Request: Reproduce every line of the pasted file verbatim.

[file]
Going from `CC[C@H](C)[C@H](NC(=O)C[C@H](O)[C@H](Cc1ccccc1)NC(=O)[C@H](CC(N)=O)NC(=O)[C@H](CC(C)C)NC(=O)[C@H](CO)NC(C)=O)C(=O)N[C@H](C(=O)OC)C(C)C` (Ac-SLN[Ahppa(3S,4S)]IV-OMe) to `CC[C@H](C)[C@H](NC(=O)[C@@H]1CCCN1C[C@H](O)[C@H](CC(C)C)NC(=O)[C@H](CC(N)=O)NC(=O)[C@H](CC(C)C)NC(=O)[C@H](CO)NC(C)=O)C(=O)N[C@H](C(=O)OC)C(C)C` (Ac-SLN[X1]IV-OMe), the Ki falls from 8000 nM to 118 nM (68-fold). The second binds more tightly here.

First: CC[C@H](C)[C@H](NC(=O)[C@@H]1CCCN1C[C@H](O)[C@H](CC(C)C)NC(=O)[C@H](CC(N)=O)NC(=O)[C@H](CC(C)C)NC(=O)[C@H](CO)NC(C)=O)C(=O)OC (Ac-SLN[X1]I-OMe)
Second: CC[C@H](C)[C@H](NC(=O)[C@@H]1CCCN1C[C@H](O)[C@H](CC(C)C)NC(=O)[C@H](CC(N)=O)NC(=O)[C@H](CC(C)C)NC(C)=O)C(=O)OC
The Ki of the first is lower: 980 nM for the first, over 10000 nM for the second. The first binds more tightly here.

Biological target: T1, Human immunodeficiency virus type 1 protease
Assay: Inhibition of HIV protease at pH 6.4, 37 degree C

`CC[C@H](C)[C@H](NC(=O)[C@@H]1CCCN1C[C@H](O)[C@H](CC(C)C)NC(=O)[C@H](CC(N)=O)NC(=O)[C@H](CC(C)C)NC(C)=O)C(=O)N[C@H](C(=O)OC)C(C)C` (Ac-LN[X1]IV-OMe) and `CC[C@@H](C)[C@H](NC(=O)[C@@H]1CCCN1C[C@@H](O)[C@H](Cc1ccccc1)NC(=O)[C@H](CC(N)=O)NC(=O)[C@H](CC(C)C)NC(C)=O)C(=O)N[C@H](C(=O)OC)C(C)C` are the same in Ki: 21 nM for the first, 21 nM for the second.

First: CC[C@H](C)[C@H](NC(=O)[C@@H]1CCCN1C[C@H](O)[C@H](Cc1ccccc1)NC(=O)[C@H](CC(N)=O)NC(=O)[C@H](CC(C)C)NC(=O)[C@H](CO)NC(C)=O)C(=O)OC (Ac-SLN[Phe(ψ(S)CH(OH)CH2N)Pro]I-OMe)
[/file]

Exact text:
Going from `CC[C@H](C)[C@H](NC(=O)C[C@H](O)[C@H](Cc1ccccc1)NC(=O)[C@H](CC(N)=O)NC(=O)[C@H](CC(C)C)NC(=O)[C@H](CO)NC(C)=O)C(=O)N[C@H](C(=O)OC)C(C)C` (Ac-SLN[Ahppa(3S,4S)]IV-OMe) to `CC[C@H](C)[C@H](NC(=O)[C@@H]1CCCN1C[C@H](O)[C@H](CC(C)C)NC(=O)[C@H](CC(N)=O)NC(=O)[C@H](CC(C)C)NC(=O)[C@H](CO)NC(C)=O)C(=O)N[C@H](C(=O)OC)C(C)C` (Ac-SLN[X1]IV-OMe), the Ki falls from 8000 nM to 118 nM (68-fold). The second binds more tightly here.

First: CC[C@H](C)[C@H](NC(=O)[C@@H]1CCCN1C[C@H](O)[C@H](CC(C)C)NC(=O)[C@H](CC(N)=O)NC(=O)[C@H](CC(C)C)NC(=O)[C@H](CO)NC(C)=O)C(=O)OC (Ac-SLN[X1]I-OMe)
Second: CC[C@H](C)[C@H](NC(=O)[C@@H]1CCCN1C[C@H](O)[C@H](CC(C)C)NC(=O)[C@H](CC(N)=O)NC(=O)[C@H](CC(C)C)NC(C)=O)C(=O)OC
The Ki of the first is lower: 980 nM for the first, over 10000 nM for the second. The first binds more tightly here.

Biological target: T1, Human immunodeficiency virus type 1 protease
Assay: Inhibition of HIV protease at pH 6.4, 37 degree C

`CC[C@H](C)[C@H](NC(=O)[C@@H]1CCCN1C[C@H](O)[C@H](CC(C)C)NC(=O)[C@H](CC(N)=O)NC(=O)[C@H](CC(C)C)NC(C)=O)C(=O)N[C@H](C(=O)OC)C(C)C` (Ac-LN[X1]IV-OMe) and `CC[C@@H](C)[C@H](NC(=O)[C@@H]1CCCN1C[C@@H](O)[C@H](Cc1ccccc1)NC(=O)[C@H](CC(N)=O)NC(=O)[C@H](CC(C)C)NC(C)=O)C(=O)N[C@H](C(=O)OC)C(C)C` are the same in Ki: 21 nM for the first, 21 nM for the second.

First: CC[C@H](C)[C@H](NC(=O)[C@@H]1CCCN1C[C@H](O)[C@H](Cc1ccccc1)NC(=O)[C@H](CC(N)=O)NC(=O)[C@H](CC(C)C)NC(=O)[C@H](CO)NC(C)=O)C(=O)OC (Ac-SLN[Phe(ψ(S)CH(OH)CH2N)Pro]I-OMe)